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Sophomore mathematics majors named Elon Noyce Scholars

Lauren Johnson and Sarah Neuhauser will each receive $21,900 annual scholarships for their junior and senior years as they also work toward teacher licensure.

Lauren Johnson

Sophomore mathematics majors Sarah Neuhauser and Lauren Johnson have been selected to participate in the Elon Noyce Scholars Program, which encourages science, technology, engineering and mathematics majors to complete a teacher education program and earn teacher licensure in addition to a bachelor's degree in math or the sciences.

As recipients of this NSF scholarship, the duo will each receive annual $21,900 scholarships during their junior and senior years to pursue teaching licensure. Neuhauser will pursue teaching licensure in secondary mathematics and Johnson will pursue licensure in elementary education.

The duo are the latest additions to a group of Noyce Scholars who include sophomore mathematics majors Robin French, Jaime Morin and Stephanie Stanglin, as well as junior mathematics majors Crystal Edwards and Madelyne Rooney and junior biology major Emily Liberatore.

Their program will be supplemented with special experiences, including extra mentoring by university and secondary-school educators during both their undergraduate experiences as well as in their early years of teaching.

Five students in the math and sciences – Julia Finneyfrock, Shannon Madaio, Sarah Woidill, Sam McBride, and Anna Lewis – have have been selected to participate in the Elon Noyce Summer Internship Program.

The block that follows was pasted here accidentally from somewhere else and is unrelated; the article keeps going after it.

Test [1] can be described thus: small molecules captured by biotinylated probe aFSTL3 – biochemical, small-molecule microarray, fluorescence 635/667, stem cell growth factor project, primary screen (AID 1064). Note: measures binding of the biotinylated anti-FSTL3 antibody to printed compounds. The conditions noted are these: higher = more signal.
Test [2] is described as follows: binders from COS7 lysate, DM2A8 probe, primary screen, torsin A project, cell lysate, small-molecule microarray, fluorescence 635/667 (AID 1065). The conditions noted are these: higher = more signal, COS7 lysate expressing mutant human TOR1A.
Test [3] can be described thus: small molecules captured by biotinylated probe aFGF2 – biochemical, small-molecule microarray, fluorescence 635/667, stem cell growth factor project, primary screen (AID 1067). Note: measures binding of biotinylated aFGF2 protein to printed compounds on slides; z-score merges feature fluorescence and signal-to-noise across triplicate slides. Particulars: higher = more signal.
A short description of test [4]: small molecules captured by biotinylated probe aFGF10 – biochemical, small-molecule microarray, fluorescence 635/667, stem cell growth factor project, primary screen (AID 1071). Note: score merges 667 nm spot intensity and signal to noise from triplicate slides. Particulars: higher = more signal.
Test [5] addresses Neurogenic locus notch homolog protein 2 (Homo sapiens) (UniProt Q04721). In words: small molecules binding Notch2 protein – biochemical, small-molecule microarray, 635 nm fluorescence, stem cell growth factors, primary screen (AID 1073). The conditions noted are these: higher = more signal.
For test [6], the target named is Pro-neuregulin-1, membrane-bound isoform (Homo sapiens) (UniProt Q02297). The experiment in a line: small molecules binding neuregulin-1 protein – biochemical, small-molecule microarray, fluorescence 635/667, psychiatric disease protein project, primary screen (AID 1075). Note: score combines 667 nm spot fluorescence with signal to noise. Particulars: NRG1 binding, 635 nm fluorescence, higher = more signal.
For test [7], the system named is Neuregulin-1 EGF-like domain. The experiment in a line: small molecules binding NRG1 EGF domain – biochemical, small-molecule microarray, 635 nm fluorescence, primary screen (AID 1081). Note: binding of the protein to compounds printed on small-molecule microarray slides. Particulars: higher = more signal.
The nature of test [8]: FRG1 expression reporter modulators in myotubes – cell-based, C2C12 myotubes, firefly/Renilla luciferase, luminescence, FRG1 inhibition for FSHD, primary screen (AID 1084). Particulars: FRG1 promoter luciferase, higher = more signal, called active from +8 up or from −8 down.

Sarah Neuhauser

As interns, they will receive paid education and STEM-related internships. Some recipients will serve as teaching assistants for the Elon Academy, the university’s college access and success program for high school students in Alamance County. 

The national Robert Noyce Teacher Scholarship Program provides funds to institutions of higher education “to support scholarships, stipends, and academic programs for undergraduate STEM majors and post-baccalaureate students holding STEM degrees who earn a teaching credential and commit to teaching in high-need K-12 school districts.”

The money supports 50 paid, education-related summer internships during the five-year program for Elon first- and second-year students majoring in math or the physical sciences, including biology, chemistry and physics. The NSF funding also covers scholarships of $21,900 each year for 18 students in three cohorts during both their junior and senior years. In exchange for the scholarships, students agree to work four years in high-need school systems.

For more information, visit www.elon.edu/noyce


Eric Townsend,
5/16/2013 1:00 PM